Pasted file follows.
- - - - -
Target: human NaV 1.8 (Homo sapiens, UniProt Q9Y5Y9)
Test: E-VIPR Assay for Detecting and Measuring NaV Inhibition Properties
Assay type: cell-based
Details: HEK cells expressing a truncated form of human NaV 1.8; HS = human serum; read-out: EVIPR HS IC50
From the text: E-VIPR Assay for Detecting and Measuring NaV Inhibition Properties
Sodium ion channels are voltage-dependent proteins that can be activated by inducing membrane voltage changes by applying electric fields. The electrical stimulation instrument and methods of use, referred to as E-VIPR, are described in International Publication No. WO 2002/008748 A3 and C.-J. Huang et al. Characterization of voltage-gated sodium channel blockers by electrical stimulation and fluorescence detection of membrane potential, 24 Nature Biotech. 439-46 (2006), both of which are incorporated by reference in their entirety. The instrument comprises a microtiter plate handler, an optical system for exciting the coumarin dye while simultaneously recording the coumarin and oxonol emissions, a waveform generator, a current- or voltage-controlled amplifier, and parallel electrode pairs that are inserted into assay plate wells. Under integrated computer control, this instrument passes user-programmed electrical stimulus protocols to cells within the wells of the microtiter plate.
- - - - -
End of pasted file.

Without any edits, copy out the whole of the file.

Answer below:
Target: human NaV 1.8 (Homo sapiens, UniProt Q9Y5Y9)
Test: E-VIPR Assay for Detecting and Measuring NaV Inhibition Properties
Assay type: cell-based
Details: HEK cells expressing a truncated form of human NaV 1.8; HS = human serum; read-out: EVIPR HS IC50
From the text: E-VIPR Assay for Detecting and Measuring NaV Inhibition Properties
Sodium ion channels are voltage-dependent proteins that can be activated by inducing membrane voltage changes by applying electric fields. The electrical stimulation instrument and methods of use, referred to as E-VIPR, are described in International Publication No. WO 2002/008748 A3 and C.-J. Huang et al. Characterization of voltage-gated sodium channel blockers by electrical stimulation and fluorescence detection of membrane potential, 24 Nature Biotech. 439-46 (2006), both of which are incorporated by reference in their entirety. The instrument comprises a microtiter plate handler, an optical system for exciting the coumarin dye while simultaneously recording the coumarin and oxonol emissions, a waveform generator, a current- or voltage-controlled amplifier, and parallel electrode pairs that are inserted into assay plate wells. Under integrated computer control, this instrument passes user-programmed electrical stimulus protocols to cells within the wells of the microtiter plate.